Learn To Ignore What the Photographer Saw

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It’s the late 80s, tighter charts, inflexible playlists, fewer chances to succeed. So these artists should be happy they even got an invite. Here’s the fourth chart week of The Other Sixty during 1987, 1988, and 1989.

January 31st, 1987

80. Bruce Springsteen & The E. Street Band – Fire

Springsteen originally wrote this song in 1977 for Elvis. Man, that would have been something to hear, had he not croaked on the pot. Instead, we got to hear Anita, Ruth & June Pointer deliver a slinky sensuous version, which they took into the Top 10 in early 1979. Although the Boss hadn’t recorded a studio take of this track, it had been in his band’s set list for many years. This live cut taken from his 1975/1985 Live box set was recorded at the Winterland in San Francisco on December 16th, 1978. (The Pointers had just entered the Top 40 with their cover.) Somehow this single flamed out at #46, breaking a streak of ten straight Top 40 hits, nine of which went Top 10.

91. Eight Seconds – Kiss You (When It’s Dangerous)

Here’s a synth-rock quintet from Ottawa, Canada, who acquired some notoriety from one of their early singles Where’s Bula on MTV’s Basement video shows. Their debut EP got the attention of producer Rupert Hine, fresh off of some Howard Jones success. He used some of that HoJo mojo for their debut long play, Almacantar, and the record company plucked this moody midtempo track out for their first single. I think that with better promotion, this could have been a bigger hit, but the end result was a #72 zenith. I used to see this CD in the cutout bins, so I bought a copy and was very surprised at how good it sounds.

January 30th, 1988

68. The Communards – Never Can Say Goodbye

As we progressed through the 80s, we pretended as if disco did not exist. Thankfully there were artists, mostly abroad, that began to remind us as the decade closed. Singer Jimmy Somerville and his new band, the Communards, had already remade Don’t Leave Me This Way, which was a minor Top 40 hit in 1987. He ups the house beats ante with this Jackson 5 remake but uses Gloria Gaynor’s version as the blueprint. I was happy to see this musical revival, and this would be a much bigger hit, but hit waved bye-bye after it reached #51.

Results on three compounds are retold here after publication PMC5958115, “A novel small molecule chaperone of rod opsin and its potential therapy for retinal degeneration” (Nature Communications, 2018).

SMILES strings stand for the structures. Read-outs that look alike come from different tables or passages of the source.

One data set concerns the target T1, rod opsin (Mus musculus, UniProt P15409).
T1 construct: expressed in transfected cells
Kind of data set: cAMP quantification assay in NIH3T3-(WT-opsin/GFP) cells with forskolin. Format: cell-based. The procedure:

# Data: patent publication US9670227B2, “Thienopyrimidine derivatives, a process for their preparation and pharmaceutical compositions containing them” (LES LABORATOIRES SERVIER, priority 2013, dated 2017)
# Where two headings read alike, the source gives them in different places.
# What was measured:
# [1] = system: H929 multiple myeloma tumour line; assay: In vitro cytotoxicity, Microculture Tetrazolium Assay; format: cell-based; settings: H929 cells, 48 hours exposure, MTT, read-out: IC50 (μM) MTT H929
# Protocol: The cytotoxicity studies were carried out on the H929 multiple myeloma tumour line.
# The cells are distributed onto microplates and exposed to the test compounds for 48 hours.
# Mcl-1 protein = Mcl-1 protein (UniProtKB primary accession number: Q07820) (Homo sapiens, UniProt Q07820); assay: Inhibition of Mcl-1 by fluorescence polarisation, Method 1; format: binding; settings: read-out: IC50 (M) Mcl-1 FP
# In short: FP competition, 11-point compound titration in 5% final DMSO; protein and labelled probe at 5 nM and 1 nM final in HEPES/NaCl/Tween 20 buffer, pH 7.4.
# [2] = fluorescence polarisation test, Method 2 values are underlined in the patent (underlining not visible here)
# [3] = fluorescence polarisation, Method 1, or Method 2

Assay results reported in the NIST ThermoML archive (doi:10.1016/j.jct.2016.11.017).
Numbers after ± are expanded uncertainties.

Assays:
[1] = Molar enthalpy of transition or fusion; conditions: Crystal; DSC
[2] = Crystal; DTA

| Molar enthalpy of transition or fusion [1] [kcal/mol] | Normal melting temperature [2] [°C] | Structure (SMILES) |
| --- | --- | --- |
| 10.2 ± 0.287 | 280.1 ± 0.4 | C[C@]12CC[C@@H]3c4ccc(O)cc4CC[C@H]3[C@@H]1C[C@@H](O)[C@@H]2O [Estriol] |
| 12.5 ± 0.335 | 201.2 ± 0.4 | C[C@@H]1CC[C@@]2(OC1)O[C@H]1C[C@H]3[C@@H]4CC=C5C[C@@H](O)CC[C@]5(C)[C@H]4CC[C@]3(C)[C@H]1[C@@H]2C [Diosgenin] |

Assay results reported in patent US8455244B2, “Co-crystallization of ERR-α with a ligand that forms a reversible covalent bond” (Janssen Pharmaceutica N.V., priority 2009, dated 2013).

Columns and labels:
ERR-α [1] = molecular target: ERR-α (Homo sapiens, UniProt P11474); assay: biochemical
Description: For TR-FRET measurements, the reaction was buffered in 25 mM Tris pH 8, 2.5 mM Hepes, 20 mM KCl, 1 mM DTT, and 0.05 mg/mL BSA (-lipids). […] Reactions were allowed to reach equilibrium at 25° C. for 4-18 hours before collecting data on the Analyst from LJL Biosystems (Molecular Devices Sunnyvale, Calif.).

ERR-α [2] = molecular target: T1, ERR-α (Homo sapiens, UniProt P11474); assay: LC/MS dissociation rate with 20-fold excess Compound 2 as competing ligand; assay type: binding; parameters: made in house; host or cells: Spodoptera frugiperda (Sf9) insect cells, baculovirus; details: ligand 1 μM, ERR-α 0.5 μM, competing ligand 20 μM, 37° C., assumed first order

Fun fact: The song was written by actor Clifton Davis, who at the time of this release was starring on the NBC sitcom, Amen. When Gloria’s version was in the Top 40, he was starring on That’s My Mama. Didn’t have much going on between those two shows though.

83. R.E.M. – It’s The End Of The World As We Know It (And I Feel Fine)

I think of R.E.M. as an 80s band, mostly because that’s when I was really into them. They would only have two Top 40 hits during that decade, and somehow, this wasn’t one them. But it’s gained so much traction over the decades, it’s probably more well known than Stand or The One I Love. [Add your own apocalyptic joke here.] It will peak at yin yang number of 69, but it will be a UK Top 40. They know what’s up.

86. Wa Wa Nee – Stimulation

Are you looking for some light synth-pop with a tinge of funk from Australia? From the guys that did this? No? Well, you’re in the majority as this single is debuting this week at its peak.

January 28th, 1989

82. Boy Meets Girl – Bring Down The Moon

The follow-up to Waiting For A Star To Fall sounds more sonically interesting, but it definitely less catchy. And what is with all of these dramatic faux blues guitar intros that seemed to pop up a lot in the last 80s, especially in movies? This will almost make the show but instead will top out at #49. In case you’re wondering, this husband and wife duo divorced, but it still currently working together.

92. Pet Shop Boys – Left To My Own Devices

Who else was putting out quality pop disco records in the late 80s? This may be one of the best things they’ve done, at the least, it’s one of my favorites of theirs. I prefer the 7+ minute version on their EP, Introspection, but this single edit keeps most of the best ingredients that make this record awesome. It will only peak at #84, but that’s more a testament of how pop radio was still averse to anything that had a disco sound. These guys are still doing and had a Top 10 Dance record as recently as last Fall.

96. Giant Steps – Into You

This song sounds like a follow-up, a little slower and less immediate than their hit single Another Lover. It’s still a good pop song, even if its a bit overproduced and is so sweet it would give a diabetic the shakes. #58 was the highest that this record would reach as their last Hot 100 entry.

 

Yesterday’s Faded. Nothing Can Change It.

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As we move into the middle of the 80s, here is The Other Sixty from 1984 to 1986.

January 28th, 1984

87. Billy Idol – Rebel Yell